one exclaims to no one in particular, “Life is …disappointing, isn’t it”? and the woman sitting nearby, after hesitating a moment, mumbles, “Yes it is.”

    4. India’s Rabindranath Tagore’s short stories such as the “Postmaster” where a romantic parting is described like this:
    “So the traveller, borne on the breast of the swift-flowing river, consoled himself with philosophical reflections on the numberless meetings and partings going on in the world—on death, the great parting, from which none returns.
    But Ratan had no philosophy. She was wandering about the post office in a flood of tears. It may be that she had still a lurking hope in some corner of her heart that her Dada would return, and that is why she could not tear herself away. Alas for our foolish human nature! Its fond mistakes are persistent. The dictates of reason take a long time to assert their own sway.
    The surest proofs meanwhile are disbelieved. False hope is clung to with all one’s might and main, till a day comes when it has sucked the heart dry and it forcibly breaks through its bonds and departs. After that comes the misery of awakening, and then once again the longing to get back into the maze of the same mistakes.”

    Kierkegaard tells us somewhere that the whipsawed feeling of life comes from the truth that life must be lived forwards and can only be understood backwards. This feeling of characters pushed one way and pulled the other on these antiparallel Kierkegaard tracks connected by crossties of the piffling, captures something of the Chekhovian “spiritual physics” for me.

    Richard Melson

    • Potter

      Regarding the Ortega y Gasset quote, one can only understand it’s meaning really after having lived and in retrospect. Young and searching I was attracted to this book which was lost together with so many others in a personal holocaust ( lost all my books too). I was also, and years after attracted to Ozu’s Tokyo Story ( loved it- don’t know why) and at the time gave myself through the magic of videos, a Japanese film festival. I am picking that up now with Mizoguchi. So what does this all including Tagore and Kierkegaard have to do with Chekhov? Reading Chekhov is provocative and evocative. Thanks!

  • Cambridge Forecast

    Three “valedictory” points for outstanding ROS Chekhov show:

    1. The Russian Word “Skushno” and Chekhov’s World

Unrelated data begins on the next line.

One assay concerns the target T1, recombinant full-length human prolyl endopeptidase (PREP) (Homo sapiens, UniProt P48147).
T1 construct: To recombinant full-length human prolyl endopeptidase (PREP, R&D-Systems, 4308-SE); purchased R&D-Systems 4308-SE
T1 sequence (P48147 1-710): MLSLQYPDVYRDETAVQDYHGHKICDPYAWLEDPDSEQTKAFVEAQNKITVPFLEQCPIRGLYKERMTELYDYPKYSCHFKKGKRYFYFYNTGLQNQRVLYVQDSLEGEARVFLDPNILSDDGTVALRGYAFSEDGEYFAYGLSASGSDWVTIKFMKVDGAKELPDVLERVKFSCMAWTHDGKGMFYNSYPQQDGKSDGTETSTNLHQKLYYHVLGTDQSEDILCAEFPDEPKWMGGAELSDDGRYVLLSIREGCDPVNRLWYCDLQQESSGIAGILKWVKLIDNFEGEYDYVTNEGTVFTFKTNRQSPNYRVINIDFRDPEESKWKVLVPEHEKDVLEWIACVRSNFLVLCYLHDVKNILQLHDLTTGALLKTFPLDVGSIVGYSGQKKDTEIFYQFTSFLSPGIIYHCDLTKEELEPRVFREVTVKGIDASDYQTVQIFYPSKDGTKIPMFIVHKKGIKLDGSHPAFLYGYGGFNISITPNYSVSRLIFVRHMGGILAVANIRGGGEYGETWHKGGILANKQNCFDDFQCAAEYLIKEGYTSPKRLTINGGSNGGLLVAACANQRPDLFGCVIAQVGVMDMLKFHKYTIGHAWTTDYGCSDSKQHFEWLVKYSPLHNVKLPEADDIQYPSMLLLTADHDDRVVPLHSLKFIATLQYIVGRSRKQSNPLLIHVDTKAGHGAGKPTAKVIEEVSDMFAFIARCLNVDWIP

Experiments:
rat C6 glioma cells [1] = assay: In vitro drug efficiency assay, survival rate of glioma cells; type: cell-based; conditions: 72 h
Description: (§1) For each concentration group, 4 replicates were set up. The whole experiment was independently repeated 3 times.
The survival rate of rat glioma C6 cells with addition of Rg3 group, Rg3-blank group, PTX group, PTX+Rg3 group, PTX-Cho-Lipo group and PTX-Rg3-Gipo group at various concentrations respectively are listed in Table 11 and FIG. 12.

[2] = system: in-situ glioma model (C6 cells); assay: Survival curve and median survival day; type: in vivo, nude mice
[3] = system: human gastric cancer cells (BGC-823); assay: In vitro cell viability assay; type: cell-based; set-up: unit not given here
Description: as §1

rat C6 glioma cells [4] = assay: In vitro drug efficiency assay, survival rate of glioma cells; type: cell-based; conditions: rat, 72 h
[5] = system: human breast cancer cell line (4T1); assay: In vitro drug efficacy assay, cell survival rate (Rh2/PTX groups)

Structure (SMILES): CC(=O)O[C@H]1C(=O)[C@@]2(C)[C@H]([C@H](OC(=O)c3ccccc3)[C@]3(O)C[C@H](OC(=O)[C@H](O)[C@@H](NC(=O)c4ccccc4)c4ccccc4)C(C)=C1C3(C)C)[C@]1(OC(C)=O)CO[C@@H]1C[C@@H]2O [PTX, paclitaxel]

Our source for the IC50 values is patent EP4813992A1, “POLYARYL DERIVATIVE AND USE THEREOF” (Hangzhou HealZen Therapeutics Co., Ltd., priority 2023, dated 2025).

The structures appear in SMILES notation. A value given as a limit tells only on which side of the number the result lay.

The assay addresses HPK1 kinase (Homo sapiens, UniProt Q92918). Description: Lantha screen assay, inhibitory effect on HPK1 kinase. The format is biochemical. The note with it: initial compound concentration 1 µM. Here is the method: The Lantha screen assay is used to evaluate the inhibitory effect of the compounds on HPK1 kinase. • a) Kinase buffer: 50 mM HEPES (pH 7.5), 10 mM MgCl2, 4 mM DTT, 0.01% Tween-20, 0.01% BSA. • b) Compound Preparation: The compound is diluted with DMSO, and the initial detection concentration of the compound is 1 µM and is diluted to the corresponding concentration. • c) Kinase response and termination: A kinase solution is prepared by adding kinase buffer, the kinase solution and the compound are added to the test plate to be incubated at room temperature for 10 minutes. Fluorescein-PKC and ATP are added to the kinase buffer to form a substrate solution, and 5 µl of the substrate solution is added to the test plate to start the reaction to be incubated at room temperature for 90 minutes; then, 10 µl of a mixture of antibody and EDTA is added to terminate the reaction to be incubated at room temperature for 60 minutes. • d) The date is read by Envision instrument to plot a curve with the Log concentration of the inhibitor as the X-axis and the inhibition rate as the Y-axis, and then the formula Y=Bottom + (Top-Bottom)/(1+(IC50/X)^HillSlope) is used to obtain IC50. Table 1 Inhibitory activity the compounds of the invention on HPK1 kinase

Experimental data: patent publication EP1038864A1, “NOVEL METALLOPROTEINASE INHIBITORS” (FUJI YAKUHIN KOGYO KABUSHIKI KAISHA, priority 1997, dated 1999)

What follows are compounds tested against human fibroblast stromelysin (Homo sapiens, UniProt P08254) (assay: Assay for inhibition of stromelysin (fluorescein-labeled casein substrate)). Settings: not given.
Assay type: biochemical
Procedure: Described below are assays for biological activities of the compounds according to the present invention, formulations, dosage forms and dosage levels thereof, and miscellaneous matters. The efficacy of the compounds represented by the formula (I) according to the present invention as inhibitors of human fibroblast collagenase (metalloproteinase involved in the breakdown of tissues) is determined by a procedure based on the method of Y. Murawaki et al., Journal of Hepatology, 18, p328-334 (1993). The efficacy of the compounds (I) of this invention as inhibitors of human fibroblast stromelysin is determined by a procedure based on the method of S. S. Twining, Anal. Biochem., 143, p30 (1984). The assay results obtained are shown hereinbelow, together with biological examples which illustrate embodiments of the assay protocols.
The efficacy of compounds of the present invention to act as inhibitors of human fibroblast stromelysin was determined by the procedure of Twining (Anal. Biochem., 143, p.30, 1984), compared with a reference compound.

Gregor von Rezzori (1914 –1998) is an underprized Central European writer whose books are being reissued by NYRB publishers.
    The Russian word “skushno” is introduced in his writings. It appears in Gregor von Rezzori’s novel “Memoirs of an Anti-Semite”. That novel begins in Czernowitz, close to the scene of the action in Nine Lives.
    Rezzori admits that “skushno” is a difficult word to translate but suggests ‘a spiritual void that sucks you in like a vague but intensely urgent longing’.”
    One wonders if “skushno” fits Chekovian types of despair.

    2. Janet Suzman and Chekhov’s “The Three Sisters”
    Janet Suzman, the niece of the anti-apartheid leader Helen Suzman, and a well-known stage and screen star, received various awards for her performance as “Masha” in Chekhov’s “Three Sisters” in the seventies.
    She said on a TV appearance a generation ago that she considered “Three Sisters” the best play ever.
    You could google this and will hopefully find many interesting Chekhov- connected reflections from the dramaturgy point of view, from the staging angle.
    3. Dismal-Nomics and Chekhov
    You remember the icy businessman in the “Cherry Orchard”, Lopakhin, who wants to get rid of the cherry orchard and put up houses which he proceeds to do at the end.
    This should perhaps bring to mind those scenes in the E.M. Forster-based movie “Howards End” where the Vanessa Redgrave character (who has a mystical relationship to her estate house “Howards End) complains bitterly to the Emma Thompson character (“Margaret Schlegel,” from the culture-vulture Schlegel family) about how beautiful historical houses are being demolished all over to put up horrible flats.

    You might also think of “Downton Abbey” where the same kind of process is occurring and explains why Maggie Smith keeps complaining about the horrible Lloyd George ruining them all with his new wealth taxes and restrictions.
    The Satyajit Ray (India) movie masterpiece “Jalshagar” (“Music Room”) is about a landowner facing a “Cherry Orchard” financial impasse and escapes to his music room for pleasant reveries.

    Wikipedia explains:
    Jalsaghar depicts the end days of a decadant zamindar
    (landlord) in Bengal, and his efforts to uphold his family prestige even when faced with economic adversity. The landlord, Biswambhar Roy (Chhabi Biswas), is a just but other-worldly man who loves to spend time listening to music and putting up spectacles rather than managing his properties ravaged by floods and the abolition of zamindari system by the Indian government. He is challenged by a commoner who has attained riches through business dealings, in putting up spectacles and organising music fests. This is the tale of a zamindar who has nothing left but respect and sacrifices his family and wealth trying to retain it.
    This is sort of a “Cherry Orchard” situation on the other side of the world.
    Richard Melson